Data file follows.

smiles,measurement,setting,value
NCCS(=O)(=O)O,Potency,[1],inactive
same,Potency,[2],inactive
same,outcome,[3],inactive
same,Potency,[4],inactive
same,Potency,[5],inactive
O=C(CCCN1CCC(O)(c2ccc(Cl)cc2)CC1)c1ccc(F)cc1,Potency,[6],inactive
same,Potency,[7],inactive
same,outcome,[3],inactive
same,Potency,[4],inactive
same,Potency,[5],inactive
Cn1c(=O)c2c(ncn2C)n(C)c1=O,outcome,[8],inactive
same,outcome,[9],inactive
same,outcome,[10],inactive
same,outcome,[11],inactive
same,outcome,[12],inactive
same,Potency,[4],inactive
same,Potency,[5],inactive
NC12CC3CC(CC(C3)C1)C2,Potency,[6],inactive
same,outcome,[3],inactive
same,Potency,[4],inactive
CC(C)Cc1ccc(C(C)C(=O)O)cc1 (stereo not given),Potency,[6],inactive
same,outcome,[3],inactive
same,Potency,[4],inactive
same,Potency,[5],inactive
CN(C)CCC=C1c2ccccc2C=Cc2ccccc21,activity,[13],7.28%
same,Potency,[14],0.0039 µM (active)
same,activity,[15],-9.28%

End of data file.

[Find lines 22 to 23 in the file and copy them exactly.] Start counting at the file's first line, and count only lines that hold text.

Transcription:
CC(C)Cc1ccc(C(C)C(=O)O)cc1 (stereo not given),Potency,[6],inactive
same,outcome,[3],inactive